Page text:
Adolescent and Young Adult Lymphoma

Each year, nearly 70,000 adolescents and young adults (AYA) are diagnosed with cancer; and lymphoma, the most common type of blood cancer, accounts for nearly 1-in-5 cancer diagnoses among young people. In fact, every five minutes someone is diagnosed with lymphoma.

Statistically, adolescents and young adults (AYAs) ages 15 to 39 years are more likely to be diagnosed with cancer than children under the age of 15. Although lymphoma is one of the most common cancers to develop in AYAs under the age of 25, other cancers such as leukemia, melanoma, testicular cancer (germ cell tumors), breast cancer, and thyroid cancer are also commonly diagnosed in AYAs.

Lymphoma occurs when cells of the immune system called lymphocytes, a type of white blood cell, grow and multiply uncontrollably. Cancerous lymphocytes can travel to many parts of the body, including the lymph nodes, spleen, bone marrow, blood, or other organs, and form a mass called a tumor.

The relative youth and maturity level of AYAs has a significant effect on their ability to manage their diagnosis and treatment. Factors such as the belief that “it cannot happen to me,” overall healthcare-related knowledge, unique concerns regarding body image and fertility issues, and relationship matters must all be considered when building a treatment plan for AYAs.

AYAs may dismiss early warning signs and potential symptoms of lymphoma and delay seeking medical attention, in part because many cancer symptoms are associated with normal body changes that are common at this age. However, delaying medical attention can impact the ability to obtain an accurate diagnosis. It is critical that AYAs seek sound medical care instead of depending on internet platforms or social media as a primary source of information about their symptoms. Once lymphoma is diagnosed, AYAs often have unique biological development issues to consider. Younger AYAs have bodies that are changing and growing rapidly, which is important.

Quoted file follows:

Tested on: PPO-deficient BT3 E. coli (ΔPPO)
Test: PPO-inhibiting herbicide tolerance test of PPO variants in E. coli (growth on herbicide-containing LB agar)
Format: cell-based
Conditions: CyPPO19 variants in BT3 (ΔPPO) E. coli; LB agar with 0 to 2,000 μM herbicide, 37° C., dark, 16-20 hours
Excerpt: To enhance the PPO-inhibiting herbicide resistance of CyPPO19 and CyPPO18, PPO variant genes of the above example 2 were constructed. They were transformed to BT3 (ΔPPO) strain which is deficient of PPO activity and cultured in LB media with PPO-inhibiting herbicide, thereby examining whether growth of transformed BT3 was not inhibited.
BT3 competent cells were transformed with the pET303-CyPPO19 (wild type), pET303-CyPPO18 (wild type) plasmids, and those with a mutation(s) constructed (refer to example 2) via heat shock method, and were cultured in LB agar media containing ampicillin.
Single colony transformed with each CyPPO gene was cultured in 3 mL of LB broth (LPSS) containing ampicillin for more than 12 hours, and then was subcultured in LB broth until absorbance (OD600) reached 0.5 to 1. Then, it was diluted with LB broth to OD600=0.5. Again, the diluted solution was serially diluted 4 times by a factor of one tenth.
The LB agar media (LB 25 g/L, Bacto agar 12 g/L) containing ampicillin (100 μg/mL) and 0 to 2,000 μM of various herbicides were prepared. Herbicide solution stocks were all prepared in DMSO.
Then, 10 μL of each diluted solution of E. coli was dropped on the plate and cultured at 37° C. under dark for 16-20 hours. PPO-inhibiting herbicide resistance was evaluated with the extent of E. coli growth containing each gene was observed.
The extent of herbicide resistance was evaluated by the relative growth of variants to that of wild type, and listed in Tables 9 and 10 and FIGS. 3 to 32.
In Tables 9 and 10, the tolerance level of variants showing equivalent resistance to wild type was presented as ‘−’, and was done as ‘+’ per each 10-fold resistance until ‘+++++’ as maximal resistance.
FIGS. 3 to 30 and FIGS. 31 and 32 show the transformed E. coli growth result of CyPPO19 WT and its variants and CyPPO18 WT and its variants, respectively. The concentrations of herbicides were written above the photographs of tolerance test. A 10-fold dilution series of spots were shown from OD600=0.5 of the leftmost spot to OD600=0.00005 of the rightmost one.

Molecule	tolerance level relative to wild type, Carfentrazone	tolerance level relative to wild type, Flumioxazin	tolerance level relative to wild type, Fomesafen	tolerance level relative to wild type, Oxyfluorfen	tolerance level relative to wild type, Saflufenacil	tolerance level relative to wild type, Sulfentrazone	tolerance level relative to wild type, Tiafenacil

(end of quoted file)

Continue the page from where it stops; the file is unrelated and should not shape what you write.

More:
Additional issues such as health insurance questions, potential financial hardships, and peer concerns must all be managed carefully. Potential challenges that AYAs may face include:

  • Management of a diagnosis and treatment plan
  • Identification of the most appropriate healthcare team who understands the unique needs of AYAs
  • The evolution of relationships with family members and peers
  • Concerns about fertility and body image
  • The transition to and from school and work environments
  • Health insurance and financial challenges

Educational Programs and Services
A longstanding priority for the Foundation is to educate patients, caregivers and health care providers about the unique needs of those individuals who receive a lymphoma diagnosis. This effort can be complicated for the AYA population, who may receive a delayed diagnosis and be unfamiliar with the health care system. To address these challenges, the Foundation has created tailored information and resources to help AYA lymphoma patients navigate their diagnosis, plan for treatment and transition to long-term survivorship. To request free resources, contact the LRF Helpline at (800) 500-9976 or

LRF has, and will continue to, prioritize and contribute to the body of evidence on the treatment of AYA lymphoma patients with the Foundation’s correlative clinical/translational grant to study AYA lymphomas. The goal of the grant program is to fund adjunct studies to complement and synergize with ongoing lymphoma clinical trials within the National Cancer Institute (NCI) Cancer Cooperative Groups. Click here to learn more about LRF’s AYA Grant program.

Public Policy and Advocacy
Public policy has the potential to impact the health and treatment of AYA lymphoma patients as much as scientific discovery. Federal officials and policy makers enact laws, policies and regulations that directly impact the nation’s investment in research and a patient’s ability to access appropriate and affordable health care. LRF works in partnership with members of the United States Congress to ensure that elected officials understand the challenges faced by AYA patients and make their needs a national priority. Become an advocate and join the Foundation’s network of 5,000 grassroots volunteers who support federal legislation that seeks to create new systems and research funding streams to benefit AYAs who are diagnosed with cancer.

Together, We Can #EraseLymphoma

In an effort to better serve the Adolescent and Young Adult population, the Lymphoma Research Foundation’s (LRF) Erase Lymphoma program aims to assist young lymphoma patients in addressing the unique medical challenges, psychosocial needs and access issues they may encounter by providing expert materials and programs. With an increased focus of lymphoma, we can empower patients with the knowledge they need to beat this blood cancer and raise the funds needed to cure it.

This campaign is supported by